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be concealed in the unwholesome shades which surround his paternal inheritance. The sun and the gaze of the passing neighbour must alike be excluded. Grant him this and he will endure with stoical fortitude, the periodical fever, the steamy heat of the rains, and the fetid water which stagnates in the pools whence he has dug the materials for his bíta, only because it cannot feel the influence of the breeze and the light. Many a time on threading his way through a small and miry path in the midst of such a jungle the traveller has suddenly come on some respectable Grihastha's dwelling, and has wondered at the well-to-do appearance of the whole,—the four departments of the house towards the four cardinal points of the compass, neatly thatched and in good repair, the cpen courtyard between, as cleanly swept as that of the most thrifty housewife in England, the cow-house where some four or five bullocks are lazily cropping the dub grass, and it may be the Thakur bari where the owner pays his devotions to the presiding deity.

Jungle such as the above is met with in every district in Lower Bengal, and often most where the greatest amount of cultivation prevails. It is the inseparable accompaniment of the spread of agriculture. Let a new village be founded on some wide extended plain covered with nothing higher than the mere jungle grass, by an enterprizing Planter, or by a Zemindar possessed of more energy than his neighbours, and in the course of a very few years the artificial jungle springs up by the side of the hut and lays incontinently the foundation of future disease and mortality. But the real natural jungle, the opponent of agricultural wealth, the mainstay of primeval barbarism, is fading away gradually under the stability of our rule. Not more certainly have the back settlers in the woods of America removed the deer and the Red Indian some hundreds of miles from their frontier, than the Bengal Ryot has the tiger and the wild elephant from whole districts together. Those entirely cultivated are, as may be readily imagined, the nearest to the great commercial capital. In Húgly, Baraset, the twenty-four Pergunnahs, Jessore and Nudiya, it is,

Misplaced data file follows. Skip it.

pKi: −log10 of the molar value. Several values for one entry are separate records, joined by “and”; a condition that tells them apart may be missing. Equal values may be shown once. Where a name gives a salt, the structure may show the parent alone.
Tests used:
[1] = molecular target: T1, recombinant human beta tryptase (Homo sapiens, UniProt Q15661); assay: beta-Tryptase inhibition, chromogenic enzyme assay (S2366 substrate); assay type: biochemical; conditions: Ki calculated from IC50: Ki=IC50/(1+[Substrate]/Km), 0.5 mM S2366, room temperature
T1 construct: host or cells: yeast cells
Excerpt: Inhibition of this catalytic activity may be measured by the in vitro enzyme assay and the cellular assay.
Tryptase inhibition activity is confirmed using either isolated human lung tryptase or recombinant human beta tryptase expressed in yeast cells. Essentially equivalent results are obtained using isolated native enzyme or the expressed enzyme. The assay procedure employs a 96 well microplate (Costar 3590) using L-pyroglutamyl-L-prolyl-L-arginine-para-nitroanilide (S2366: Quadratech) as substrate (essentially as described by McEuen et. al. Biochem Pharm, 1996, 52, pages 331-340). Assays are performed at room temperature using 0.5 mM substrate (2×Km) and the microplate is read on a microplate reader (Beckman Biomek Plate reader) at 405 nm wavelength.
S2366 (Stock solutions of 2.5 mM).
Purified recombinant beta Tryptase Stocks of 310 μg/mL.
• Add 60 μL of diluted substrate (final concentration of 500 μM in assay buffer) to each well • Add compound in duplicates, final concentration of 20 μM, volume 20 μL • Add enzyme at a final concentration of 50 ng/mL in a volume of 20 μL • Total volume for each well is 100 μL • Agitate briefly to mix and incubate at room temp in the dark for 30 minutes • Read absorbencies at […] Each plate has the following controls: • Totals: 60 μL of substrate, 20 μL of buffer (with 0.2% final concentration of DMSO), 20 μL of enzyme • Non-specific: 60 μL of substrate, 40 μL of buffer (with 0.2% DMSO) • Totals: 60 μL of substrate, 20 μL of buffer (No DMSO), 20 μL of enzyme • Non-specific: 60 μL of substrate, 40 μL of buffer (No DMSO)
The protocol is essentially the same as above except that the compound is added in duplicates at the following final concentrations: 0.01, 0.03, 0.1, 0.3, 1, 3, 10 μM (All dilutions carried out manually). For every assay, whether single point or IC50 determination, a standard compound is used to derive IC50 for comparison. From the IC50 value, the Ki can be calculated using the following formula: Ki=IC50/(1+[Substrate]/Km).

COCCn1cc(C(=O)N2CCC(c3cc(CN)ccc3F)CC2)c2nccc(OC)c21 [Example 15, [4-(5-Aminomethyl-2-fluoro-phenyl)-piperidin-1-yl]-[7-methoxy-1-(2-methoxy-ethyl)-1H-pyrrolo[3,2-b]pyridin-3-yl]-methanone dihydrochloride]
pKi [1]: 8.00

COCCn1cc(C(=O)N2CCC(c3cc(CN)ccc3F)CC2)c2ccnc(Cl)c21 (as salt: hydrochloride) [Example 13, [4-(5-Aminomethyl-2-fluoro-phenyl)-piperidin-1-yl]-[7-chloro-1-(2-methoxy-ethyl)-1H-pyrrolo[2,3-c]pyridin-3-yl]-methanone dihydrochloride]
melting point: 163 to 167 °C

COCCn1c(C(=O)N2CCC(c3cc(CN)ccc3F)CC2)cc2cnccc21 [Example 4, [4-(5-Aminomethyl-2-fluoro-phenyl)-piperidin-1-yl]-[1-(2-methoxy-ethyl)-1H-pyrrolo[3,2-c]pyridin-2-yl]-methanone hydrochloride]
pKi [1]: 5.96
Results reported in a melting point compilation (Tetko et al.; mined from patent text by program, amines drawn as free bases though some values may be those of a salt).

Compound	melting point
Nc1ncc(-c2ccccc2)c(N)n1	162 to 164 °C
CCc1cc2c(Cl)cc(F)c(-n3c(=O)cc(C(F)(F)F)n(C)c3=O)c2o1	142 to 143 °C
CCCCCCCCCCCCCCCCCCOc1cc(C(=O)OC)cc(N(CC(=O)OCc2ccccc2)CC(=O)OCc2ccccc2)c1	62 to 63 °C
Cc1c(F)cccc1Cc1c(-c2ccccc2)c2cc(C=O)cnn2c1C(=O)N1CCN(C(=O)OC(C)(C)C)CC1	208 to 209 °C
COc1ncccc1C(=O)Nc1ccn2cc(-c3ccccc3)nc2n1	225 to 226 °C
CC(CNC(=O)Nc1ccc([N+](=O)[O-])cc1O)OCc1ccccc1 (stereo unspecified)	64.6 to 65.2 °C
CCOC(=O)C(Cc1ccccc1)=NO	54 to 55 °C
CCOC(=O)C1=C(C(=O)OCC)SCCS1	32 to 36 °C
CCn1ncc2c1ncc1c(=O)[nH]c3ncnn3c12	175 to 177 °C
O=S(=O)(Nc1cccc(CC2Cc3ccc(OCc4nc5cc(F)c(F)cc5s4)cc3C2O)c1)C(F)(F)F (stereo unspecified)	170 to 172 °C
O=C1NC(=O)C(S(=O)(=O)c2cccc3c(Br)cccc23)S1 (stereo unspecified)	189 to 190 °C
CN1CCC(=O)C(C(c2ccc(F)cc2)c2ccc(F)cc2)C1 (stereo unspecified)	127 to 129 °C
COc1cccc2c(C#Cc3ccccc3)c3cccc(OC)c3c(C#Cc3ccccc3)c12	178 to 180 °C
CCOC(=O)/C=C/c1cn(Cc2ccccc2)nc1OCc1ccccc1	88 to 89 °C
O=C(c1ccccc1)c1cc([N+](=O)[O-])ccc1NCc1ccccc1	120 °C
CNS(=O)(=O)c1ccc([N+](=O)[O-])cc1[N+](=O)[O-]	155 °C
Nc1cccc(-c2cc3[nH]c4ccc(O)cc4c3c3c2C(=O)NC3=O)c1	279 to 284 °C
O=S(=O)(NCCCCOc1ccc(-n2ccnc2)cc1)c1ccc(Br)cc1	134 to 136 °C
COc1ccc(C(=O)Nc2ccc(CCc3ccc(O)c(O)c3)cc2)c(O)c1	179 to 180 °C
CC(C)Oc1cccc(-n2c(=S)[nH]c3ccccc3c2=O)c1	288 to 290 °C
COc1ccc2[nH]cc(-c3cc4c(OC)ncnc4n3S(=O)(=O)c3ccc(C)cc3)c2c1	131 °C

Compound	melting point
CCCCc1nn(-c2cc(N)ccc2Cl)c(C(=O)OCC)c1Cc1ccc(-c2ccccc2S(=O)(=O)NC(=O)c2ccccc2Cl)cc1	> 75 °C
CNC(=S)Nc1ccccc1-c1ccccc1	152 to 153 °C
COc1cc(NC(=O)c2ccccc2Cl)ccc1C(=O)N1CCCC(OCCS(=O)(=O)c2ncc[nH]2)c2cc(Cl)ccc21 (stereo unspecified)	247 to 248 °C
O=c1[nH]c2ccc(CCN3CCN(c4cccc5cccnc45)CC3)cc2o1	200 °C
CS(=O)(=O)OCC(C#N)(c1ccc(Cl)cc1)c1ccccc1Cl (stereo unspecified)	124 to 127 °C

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generally speaking, one vast sheet of rice in the plain, and the fruit-bearing trees in the village. In others remnants of the jungle still remain and hold a sort of disputed reign, with civilization. Such are the districts of Furrídpore, Múrshedabad, Pubna, Bakergunge and Dacca. To the west Midnapore is still more than half overrun with the low shal tree jungle: Bancurah is only partly cleared, and Bírbhúm has its dry Kankar rock and its hills crowned with thick brushwood. To the south again the Sunderbunds are gradually being narrowed, and may possibly return at some future period to that state of cultivation in which tradition represents them to have been some five hundred years ago.

To the east and the north the wild beast has often undisputed sway over whole tracts. The hills of Chittagong are clothed with an almost impenetrable shield. Beyond Dacca and Tipperah heavy tree jungle is to be met with. To the north of Purnea and north east of Rungpore stretch the deadly Morung and the forests of Kúsh Bahar. And in Rajshahi, Bogra, the vast district of Mymunsing, Malda and Dinajpore, the deer and the tiger still hold the same haunts,-fierceness and timidity in close approximation. It is not altogether uninteresting to mark the successive steps by which the Denizens of the Forest give way to man. The lordly Elephant is the first to depart. Old Travellers speak of him as found on both sides of the Ganges, and he is now, we believe, banished to the hills of Rajmahal, the great forests of Berar, or caught in the Kheddahs of Chittagong. Next goes the Rhinoceros. The jungle monarch holds his own a little longer, but retreats or is killed when he cannot change his haunts so as to elude the search of the sportsman. With him or shortly after him, go the Peacock, the jungle Fowl, and the Deer of all species, the spotted, the Hog Deer, and that graceful and diminutive species, the Mouse. A longer space is allowed to the vast herds of Buffaloes, who often lord it in the very teeth of cultivation over a jhíl, a large plain, or a chur, which regains in one season what it lost in the one preceding. The Leopard or Panther and the wild Hog remain the last of all. Common jungle grass or the village itself are ample shelter for them, to the daily detriment, not perhaps of the lives, but of the herds and the crops of the Ryot.

The network of rivers which intersect Bengal form too curious a feature in its history to be altogether omitted. To them it owes in part its origin, from their currents it is daily undergoing some change and under their adverse or propitious influence the spread of cultivation is either retarded or promoted. These rivers are of every imaginable size. The deep well-filled stream, navigable at all times of the year and never varying in its level